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She has faced her fair share of obstacles both on and off the track, but Olympian Genevieve LaCaze said 2016 is shaping up to be her year.

The steeplechase competitor is gearing up to compete in her second Olympic Games, and her road to Rio has been a lot smoother than her 2012 London Olympic bid.

LaCaze missed the qualifying time deadline to compete at the Summer Olympics by two days, prompting people to show their support for the athlete under the Twitter hashtag #LetLaCazeRun.

‘It was a very humbling experience to have so many people get behind me,’ the 26-year-old told Daily Mail Australia.

‘The majority of people were in my corner, and it was a great feeling.’

Their support proved successful, and LaCaze was selected by Athletics Australia to represent her country.
But this year, things are different.

LaCaze has successfully qualified to compete in both the 3000m Steeplechase and 5000m at Rio, and said she feels ‘like a different athlete’.

‘After missing out on the final for the London Olympics in 2012, and then placing fifth in Glasgow, I am hungrier than ever to be in that Olympic final for the 3000m steeplechase versing the top 15 women in the world,’ she said.

LaCaze credits her top achievements on the track as qualifying for the London Olympics, running a personal best in the 3000m steeplechase in 2012 and placing fifth at the 2014 Commonwealth Games in Glasgow.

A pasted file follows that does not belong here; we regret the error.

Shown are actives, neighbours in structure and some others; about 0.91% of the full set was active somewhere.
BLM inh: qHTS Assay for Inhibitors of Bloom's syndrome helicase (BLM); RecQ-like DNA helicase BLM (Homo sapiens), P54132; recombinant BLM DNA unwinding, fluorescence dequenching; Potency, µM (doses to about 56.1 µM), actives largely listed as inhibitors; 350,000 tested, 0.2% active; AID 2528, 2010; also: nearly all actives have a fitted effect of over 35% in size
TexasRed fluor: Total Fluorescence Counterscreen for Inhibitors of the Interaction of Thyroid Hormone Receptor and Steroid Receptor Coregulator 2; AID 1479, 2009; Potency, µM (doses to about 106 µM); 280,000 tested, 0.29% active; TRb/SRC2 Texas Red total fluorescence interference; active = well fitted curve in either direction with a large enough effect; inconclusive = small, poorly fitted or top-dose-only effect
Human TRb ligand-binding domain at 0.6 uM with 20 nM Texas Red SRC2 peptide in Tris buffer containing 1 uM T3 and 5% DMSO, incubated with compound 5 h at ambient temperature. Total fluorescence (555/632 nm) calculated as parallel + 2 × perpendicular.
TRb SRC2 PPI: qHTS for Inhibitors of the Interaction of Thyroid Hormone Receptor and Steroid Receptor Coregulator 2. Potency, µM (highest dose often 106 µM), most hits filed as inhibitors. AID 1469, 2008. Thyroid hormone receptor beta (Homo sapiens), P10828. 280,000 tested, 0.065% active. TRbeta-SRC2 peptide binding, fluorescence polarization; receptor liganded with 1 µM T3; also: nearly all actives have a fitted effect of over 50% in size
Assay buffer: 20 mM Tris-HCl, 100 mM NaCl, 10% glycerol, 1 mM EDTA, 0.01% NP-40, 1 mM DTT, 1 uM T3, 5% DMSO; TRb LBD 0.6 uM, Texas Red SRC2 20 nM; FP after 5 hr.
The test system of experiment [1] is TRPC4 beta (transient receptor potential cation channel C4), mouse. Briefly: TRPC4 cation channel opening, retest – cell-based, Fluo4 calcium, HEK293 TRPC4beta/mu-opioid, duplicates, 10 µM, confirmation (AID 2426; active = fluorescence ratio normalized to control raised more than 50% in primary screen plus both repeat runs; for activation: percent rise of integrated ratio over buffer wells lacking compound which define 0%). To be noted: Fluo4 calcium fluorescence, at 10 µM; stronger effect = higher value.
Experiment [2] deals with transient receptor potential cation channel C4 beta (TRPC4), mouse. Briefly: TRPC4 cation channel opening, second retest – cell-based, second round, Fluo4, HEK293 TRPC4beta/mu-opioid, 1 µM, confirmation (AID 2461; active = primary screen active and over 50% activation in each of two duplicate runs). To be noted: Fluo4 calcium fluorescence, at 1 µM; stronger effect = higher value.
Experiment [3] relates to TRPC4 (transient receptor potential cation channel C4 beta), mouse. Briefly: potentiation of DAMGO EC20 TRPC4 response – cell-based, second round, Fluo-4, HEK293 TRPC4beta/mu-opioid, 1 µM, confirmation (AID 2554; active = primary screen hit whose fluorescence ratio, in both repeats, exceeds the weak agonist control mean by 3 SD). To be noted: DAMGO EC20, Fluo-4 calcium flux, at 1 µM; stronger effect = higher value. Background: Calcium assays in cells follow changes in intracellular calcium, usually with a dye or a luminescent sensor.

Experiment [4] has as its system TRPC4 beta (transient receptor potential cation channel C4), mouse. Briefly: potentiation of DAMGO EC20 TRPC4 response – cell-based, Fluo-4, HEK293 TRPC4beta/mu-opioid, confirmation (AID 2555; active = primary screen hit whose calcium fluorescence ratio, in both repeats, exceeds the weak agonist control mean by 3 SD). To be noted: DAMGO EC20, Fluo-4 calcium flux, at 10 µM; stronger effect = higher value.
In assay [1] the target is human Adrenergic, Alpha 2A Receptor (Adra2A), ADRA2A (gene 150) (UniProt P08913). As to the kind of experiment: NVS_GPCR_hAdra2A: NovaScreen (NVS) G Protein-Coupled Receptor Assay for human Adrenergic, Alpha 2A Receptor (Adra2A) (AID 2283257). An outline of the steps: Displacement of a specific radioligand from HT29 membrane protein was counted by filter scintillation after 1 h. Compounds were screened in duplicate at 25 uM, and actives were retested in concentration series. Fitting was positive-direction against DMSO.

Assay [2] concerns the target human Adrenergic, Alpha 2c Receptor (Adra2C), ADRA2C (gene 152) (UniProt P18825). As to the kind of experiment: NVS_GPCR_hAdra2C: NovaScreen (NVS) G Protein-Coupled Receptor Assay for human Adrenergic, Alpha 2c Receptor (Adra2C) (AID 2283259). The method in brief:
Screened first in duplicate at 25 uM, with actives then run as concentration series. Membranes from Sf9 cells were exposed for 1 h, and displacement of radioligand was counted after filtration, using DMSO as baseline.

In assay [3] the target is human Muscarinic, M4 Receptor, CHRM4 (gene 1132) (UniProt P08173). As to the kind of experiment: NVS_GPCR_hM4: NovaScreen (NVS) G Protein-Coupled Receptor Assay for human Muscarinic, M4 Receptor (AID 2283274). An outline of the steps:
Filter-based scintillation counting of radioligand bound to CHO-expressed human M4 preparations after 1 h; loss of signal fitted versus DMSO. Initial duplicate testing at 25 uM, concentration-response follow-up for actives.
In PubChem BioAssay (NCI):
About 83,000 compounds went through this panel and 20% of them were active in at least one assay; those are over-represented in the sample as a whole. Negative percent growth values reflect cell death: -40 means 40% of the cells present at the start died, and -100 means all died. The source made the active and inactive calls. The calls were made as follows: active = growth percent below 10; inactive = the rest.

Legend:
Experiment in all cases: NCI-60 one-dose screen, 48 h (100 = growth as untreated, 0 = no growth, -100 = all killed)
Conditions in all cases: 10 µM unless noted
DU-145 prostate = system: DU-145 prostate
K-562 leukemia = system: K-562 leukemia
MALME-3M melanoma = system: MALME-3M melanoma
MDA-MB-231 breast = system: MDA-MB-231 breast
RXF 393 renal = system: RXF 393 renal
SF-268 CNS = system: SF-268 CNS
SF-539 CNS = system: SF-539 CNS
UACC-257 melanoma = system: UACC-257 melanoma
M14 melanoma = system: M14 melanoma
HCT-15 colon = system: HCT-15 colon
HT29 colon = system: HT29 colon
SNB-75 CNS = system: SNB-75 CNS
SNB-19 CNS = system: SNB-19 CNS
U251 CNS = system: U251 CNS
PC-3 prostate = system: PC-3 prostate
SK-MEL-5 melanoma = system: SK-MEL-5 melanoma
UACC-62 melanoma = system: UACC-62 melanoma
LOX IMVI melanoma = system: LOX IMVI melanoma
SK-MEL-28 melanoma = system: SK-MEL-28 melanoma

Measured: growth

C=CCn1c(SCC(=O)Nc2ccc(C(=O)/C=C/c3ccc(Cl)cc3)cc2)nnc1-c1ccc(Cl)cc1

It was there that the fun-loving athlete made headlines again, this time for stage bombing Kylie Minogue’s performance at the Closing Ceremony.

With an Australian flag in hand LaCaze jumped on stage during one of Minogue’s costume changes and danced for almost a minute, later saying she had no regrets.

When asked if she would do it again, she cheekily replied: ‘only if there is someone worth dancing too’.

As far as events go, the steeplechase has to be one of the toughest.

The race requires aerobic fitness as well as explosive power to make it over the obstacles, and is made even more difficult when you factor in the other competitors that crowd the track.

Her training sees LaCaze run up to 16km in one track session and perform 18km worth of hill reps.
She credits the use of topical gel Flexiseq as helping her recovery.

LaCaze’s determination has been made even more so by the fact that she broke her ankle in 2013, putting her out of action for four months.

The injury saw her lose all the muscle in her right leg and foot and she had to re-build her strength from scratch.

‘Training days became more demanding than when I was healthy because you have to work ten times harder when coming back from injury because you are trying to return to full health and get strong, fit and fast again,’ she said.

After the Olympics, LaCaze will continue to race in Europe until her season ends in September.

‘I have had a great build up so far and a great block of uninterrupted training for well over a year now,’ she said.

‘2016 is looking to be my best year by far.’